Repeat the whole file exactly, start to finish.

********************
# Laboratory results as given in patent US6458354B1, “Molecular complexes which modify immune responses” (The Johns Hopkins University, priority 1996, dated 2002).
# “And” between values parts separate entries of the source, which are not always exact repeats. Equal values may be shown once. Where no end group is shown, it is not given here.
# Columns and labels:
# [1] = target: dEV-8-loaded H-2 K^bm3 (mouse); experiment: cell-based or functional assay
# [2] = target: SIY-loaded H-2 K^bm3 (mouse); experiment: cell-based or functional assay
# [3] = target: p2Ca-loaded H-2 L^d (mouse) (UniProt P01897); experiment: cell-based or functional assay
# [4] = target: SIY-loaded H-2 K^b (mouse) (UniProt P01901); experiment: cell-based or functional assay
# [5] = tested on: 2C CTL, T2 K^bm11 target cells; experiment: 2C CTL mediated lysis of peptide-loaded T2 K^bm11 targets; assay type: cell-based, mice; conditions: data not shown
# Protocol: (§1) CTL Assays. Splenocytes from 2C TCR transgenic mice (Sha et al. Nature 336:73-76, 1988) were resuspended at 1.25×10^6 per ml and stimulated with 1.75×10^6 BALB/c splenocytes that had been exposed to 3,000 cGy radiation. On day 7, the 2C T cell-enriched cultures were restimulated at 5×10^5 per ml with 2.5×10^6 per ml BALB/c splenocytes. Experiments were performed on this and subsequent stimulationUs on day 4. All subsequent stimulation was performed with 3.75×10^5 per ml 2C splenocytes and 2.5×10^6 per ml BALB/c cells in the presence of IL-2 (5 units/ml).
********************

# Laboratory results as given in patent US6458354B1, “Molecular complexes which modify immune responses” (The Johns Hopkins University, priority 1996, dated 2002).
# “And” between values parts separate entries of the source, which are not always exact repeats. Equal values may be shown once. Where no end group is shown, it is not given here.
# Columns and labels:
# [1] = target: dEV-8-loaded H-2 K^bm3 (mouse); experiment: cell-based or functional assay
# [2] = target: SIY-loaded H-2 K^bm3 (mouse); experiment: cell-based or functional assay
# [3] = target: p2Ca-loaded H-2 L^d (mouse) (UniProt P01897); experiment: cell-based or functional assay
# [4] = target: SIY-loaded H-2 K^b (mouse) (UniProt P01901); experiment: cell-based or functional assay
# [5] = tested on: 2C CTL, T2 K^bm11 target cells; experiment: 2C CTL mediated lysis of peptide-loaded T2 K^bm11 targets; assay type: cell-based, mice; conditions: data not shown
# Protocol: (§1) CTL Assays. Splenocytes from 2C TCR transgenic mice (Sha et al. Nature 336:73-76, 1988) were resuspended at 1.25×10^6 per ml and stimulated with 1.75×10^6 BALB/c splenocytes that had been exposed to 3,000 cGy radiation. On day 7, the 2C T cell-enriched cultures were restimulated at 5×10^5 per ml with 2.5×10^6 per ml BALB/c splenocytes. Experiments were performed on this and subsequent stimulationUs on day 4. All subsequent stimulation was performed with 3.75×10^5 per ml 2C splenocytes and 2.5×10^6 per ml BALB/c cells in the presence of IL-2 (5 units/ml).